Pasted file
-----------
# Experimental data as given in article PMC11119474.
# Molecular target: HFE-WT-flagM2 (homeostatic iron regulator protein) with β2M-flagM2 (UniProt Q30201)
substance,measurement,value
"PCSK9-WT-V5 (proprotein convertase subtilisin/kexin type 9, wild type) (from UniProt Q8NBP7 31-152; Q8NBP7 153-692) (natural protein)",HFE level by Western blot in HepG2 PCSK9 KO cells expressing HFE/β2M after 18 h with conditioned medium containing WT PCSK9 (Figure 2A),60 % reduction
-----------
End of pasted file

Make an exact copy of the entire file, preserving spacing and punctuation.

# Experimental data as given in article PMC11119474.
# Molecular target: HFE-WT-flagM2 (homeostatic iron regulator protein) with β2M-flagM2 (UniProt Q30201)
substance,measurement,value
"PCSK9-WT-V5 (proprotein convertase subtilisin/kexin type 9, wild type) (from UniProt Q8NBP7 31-152; Q8NBP7 153-692) (natural protein)",HFE level by Western blot in HepG2 PCSK9 KO cells expressing HFE/β2M after 18 h with conditioned medium containing WT PCSK9 (Figure 2A),60 % reduction